Discovering Links: Convicts, Australian Royalty...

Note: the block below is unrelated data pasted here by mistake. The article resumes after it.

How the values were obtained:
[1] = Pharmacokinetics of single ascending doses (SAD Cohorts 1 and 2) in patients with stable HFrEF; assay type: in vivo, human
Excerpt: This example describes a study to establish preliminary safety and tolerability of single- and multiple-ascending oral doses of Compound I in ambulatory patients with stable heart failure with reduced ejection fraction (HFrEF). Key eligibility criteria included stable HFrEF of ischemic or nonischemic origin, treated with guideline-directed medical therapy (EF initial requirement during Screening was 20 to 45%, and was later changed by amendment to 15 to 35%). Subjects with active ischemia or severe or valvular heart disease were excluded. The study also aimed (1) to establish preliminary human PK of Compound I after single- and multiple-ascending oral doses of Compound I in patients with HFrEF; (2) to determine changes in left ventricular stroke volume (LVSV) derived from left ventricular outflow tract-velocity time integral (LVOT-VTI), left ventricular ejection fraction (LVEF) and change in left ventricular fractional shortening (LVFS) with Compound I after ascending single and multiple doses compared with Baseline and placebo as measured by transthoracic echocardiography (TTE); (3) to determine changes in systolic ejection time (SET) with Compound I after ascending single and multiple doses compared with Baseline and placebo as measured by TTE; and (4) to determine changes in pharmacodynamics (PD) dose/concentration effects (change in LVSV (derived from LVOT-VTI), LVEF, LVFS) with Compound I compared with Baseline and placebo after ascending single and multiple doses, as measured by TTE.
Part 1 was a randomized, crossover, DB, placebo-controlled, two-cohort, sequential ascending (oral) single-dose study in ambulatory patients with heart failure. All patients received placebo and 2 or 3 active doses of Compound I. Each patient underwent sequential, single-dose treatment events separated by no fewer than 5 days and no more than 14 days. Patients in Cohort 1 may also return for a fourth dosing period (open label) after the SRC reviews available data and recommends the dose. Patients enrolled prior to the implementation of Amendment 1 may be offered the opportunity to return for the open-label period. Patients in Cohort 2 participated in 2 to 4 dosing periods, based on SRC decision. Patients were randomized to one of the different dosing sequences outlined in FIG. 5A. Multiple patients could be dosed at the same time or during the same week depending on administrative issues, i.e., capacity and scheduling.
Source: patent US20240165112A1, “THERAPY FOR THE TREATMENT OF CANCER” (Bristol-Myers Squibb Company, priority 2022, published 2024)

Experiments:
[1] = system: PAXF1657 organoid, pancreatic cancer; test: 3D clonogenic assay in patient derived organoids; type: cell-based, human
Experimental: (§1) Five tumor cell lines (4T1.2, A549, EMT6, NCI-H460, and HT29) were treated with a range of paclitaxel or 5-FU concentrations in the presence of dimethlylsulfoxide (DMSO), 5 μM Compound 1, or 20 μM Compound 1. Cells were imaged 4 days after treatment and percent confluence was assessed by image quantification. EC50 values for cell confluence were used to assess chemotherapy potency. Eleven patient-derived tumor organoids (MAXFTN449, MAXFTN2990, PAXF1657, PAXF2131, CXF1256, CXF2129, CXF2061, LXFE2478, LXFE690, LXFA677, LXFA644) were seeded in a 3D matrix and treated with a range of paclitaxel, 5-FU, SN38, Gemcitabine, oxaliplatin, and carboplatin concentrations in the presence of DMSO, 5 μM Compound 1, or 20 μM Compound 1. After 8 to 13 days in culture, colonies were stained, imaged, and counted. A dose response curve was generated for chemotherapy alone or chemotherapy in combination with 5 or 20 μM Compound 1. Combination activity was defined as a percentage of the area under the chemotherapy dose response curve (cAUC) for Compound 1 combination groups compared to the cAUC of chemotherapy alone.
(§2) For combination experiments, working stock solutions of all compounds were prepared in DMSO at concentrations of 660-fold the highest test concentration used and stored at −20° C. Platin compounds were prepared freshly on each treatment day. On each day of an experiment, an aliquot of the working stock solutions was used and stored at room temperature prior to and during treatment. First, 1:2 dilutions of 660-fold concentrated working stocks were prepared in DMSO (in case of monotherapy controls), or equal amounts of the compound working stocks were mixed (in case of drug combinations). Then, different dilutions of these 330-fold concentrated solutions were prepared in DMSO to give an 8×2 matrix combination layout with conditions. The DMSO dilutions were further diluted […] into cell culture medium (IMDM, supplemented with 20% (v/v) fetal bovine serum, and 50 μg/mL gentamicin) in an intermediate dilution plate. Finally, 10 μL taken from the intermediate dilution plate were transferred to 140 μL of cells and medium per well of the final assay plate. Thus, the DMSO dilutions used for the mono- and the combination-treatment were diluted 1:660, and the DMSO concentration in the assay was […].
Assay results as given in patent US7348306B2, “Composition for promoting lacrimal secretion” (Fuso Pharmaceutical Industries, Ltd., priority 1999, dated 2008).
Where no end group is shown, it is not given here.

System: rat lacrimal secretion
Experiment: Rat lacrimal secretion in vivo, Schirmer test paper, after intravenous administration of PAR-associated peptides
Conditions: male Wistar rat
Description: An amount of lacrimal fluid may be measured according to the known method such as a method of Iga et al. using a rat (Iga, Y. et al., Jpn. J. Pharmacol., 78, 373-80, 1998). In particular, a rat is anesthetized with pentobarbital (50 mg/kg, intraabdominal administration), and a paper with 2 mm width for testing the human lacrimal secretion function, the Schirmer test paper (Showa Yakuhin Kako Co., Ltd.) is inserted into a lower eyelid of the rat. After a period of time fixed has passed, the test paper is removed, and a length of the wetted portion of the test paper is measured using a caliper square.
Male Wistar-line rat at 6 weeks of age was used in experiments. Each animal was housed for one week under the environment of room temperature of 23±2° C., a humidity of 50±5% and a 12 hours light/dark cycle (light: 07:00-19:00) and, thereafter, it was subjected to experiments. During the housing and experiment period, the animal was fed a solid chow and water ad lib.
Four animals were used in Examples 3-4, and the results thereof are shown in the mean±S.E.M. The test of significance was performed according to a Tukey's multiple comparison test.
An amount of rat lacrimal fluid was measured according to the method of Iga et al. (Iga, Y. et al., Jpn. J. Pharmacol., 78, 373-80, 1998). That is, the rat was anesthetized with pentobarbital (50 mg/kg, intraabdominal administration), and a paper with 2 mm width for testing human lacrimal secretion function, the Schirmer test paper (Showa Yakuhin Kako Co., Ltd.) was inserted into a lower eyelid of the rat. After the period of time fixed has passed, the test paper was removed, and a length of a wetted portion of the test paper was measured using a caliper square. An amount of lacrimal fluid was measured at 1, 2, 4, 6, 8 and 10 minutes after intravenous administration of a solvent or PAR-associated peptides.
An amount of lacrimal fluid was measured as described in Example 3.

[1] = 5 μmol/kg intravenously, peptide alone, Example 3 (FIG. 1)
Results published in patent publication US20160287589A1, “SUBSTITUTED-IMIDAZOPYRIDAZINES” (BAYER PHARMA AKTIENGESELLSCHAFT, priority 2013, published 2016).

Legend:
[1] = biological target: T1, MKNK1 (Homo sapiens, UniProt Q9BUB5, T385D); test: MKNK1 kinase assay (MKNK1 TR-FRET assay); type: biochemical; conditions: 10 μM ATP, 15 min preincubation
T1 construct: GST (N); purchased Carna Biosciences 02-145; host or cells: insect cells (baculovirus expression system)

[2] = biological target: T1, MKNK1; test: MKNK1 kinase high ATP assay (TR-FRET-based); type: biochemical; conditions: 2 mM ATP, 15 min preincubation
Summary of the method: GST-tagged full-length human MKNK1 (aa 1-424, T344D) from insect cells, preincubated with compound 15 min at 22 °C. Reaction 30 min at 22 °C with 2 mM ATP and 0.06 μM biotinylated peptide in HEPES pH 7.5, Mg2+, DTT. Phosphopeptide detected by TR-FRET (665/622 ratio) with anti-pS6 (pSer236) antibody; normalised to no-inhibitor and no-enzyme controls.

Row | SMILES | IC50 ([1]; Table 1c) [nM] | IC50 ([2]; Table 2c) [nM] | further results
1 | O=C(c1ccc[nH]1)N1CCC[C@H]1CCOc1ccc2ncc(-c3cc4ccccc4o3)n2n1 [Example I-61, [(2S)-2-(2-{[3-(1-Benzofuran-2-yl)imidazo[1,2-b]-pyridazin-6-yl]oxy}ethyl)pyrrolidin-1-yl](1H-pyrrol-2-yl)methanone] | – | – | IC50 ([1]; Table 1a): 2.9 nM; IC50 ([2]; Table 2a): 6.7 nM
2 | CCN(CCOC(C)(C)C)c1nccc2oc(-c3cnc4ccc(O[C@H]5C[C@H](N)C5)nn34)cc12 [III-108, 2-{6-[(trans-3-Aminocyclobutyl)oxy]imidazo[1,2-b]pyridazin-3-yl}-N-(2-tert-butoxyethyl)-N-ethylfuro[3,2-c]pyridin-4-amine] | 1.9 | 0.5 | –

Did you have an ancestor who was a petty thief, stealing just to survive, or one that was a full-on criminal? There’s no doubt that finding convict heritage for an Australian is what is known as “Australian Royalty”. It is GOLD. For a start there’s a HEAP of fabulous records available to check out, and there’s plenty of places to search … here’s just some that I’ve used, and have collected together for you. Note these aren’t in any particular order, so you might need to read through them all to see if they are likely to be of use to you in your convict search. === CONVICT LINKS === New South Wales Free Settler of Felon? Jen Willett’s site allows users to search the Free Settler or Felon database to find people in the Newcastle and the Hunter Valley area of New South Wales. So fare she has over 170,000 references to Convicts, Settlers, Townsfolk, Bushrangers, Innkeepers, Soldiers and Land Owners, Medical Practitioners and Magistrates. Information about the voyages of approximately 350 convict ships and the Surgeon Superintendents who accompanied them can be accessed via the Convict Ship Index and Convict Ship Surgeon Superintendent Index links Convict Love Tokens The National Museum of Australia holds the world’s largest collection of convict love tokens, with more than 310 in their collection. A convict love token is the smoothing and engraving of a coin with a message of affection which was one of the few ways a convict could leave a memento behind with loved ones in England before being transported. The tokens often include the names of the convict and their loved one, the length of the convict’s sentence and popular phrases and rhymes. British Convict Transportation Registers 1787-1867...